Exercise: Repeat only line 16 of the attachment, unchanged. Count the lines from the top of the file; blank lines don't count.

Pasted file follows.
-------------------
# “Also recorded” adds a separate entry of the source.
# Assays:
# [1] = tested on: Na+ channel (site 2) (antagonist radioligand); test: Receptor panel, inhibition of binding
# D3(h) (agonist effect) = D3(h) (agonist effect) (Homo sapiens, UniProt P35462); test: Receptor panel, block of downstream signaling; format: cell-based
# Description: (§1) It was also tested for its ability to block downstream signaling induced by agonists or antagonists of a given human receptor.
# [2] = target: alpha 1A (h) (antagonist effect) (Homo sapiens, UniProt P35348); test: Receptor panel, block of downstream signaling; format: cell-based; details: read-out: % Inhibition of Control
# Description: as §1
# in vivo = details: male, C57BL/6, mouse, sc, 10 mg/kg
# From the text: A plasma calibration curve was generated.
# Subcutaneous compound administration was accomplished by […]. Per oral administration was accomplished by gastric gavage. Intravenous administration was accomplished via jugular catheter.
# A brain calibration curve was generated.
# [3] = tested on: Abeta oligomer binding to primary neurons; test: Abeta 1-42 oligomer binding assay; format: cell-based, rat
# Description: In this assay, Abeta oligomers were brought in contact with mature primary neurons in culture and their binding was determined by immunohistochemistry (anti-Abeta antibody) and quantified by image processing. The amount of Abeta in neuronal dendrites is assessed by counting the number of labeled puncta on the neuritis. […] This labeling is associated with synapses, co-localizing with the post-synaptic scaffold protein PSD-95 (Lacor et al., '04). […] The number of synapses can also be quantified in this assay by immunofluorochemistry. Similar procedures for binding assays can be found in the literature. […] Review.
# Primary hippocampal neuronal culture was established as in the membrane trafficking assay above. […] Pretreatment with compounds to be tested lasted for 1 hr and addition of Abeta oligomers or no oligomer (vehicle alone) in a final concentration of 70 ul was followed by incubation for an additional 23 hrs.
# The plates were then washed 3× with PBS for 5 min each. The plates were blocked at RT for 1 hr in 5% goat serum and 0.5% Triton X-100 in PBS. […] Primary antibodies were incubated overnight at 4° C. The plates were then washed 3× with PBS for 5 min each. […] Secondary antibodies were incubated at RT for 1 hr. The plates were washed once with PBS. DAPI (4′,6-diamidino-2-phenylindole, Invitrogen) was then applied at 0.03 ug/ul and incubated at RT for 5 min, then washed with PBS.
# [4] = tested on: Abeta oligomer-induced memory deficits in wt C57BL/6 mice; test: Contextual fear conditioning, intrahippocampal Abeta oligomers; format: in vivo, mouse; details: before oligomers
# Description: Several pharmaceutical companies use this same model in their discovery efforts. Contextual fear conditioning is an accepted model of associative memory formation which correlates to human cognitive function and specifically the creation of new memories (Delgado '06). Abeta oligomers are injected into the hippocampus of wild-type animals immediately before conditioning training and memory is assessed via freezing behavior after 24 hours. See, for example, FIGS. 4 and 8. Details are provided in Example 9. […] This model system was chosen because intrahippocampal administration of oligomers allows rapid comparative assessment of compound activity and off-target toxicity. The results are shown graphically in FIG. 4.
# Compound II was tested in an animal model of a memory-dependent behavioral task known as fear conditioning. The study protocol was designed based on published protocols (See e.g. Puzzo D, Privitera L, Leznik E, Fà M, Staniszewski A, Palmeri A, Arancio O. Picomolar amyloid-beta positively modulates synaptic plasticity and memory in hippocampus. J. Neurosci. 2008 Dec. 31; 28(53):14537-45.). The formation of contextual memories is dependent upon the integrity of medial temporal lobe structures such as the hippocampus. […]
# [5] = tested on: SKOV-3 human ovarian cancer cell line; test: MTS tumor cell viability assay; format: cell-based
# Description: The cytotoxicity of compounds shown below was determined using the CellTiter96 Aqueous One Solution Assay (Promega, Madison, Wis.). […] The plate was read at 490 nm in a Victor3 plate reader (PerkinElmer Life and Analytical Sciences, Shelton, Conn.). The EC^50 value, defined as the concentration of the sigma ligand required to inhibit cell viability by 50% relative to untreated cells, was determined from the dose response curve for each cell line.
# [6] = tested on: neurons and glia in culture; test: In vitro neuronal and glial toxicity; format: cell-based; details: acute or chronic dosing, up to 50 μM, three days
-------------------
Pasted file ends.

# [4] = tested on: Abeta oligomer-induced memory deficits in wt C57BL/6 mice; test: Contextual fear conditioning, intrahippocampal Abeta oligomers; format: in vivo, mouse; details: before oligomers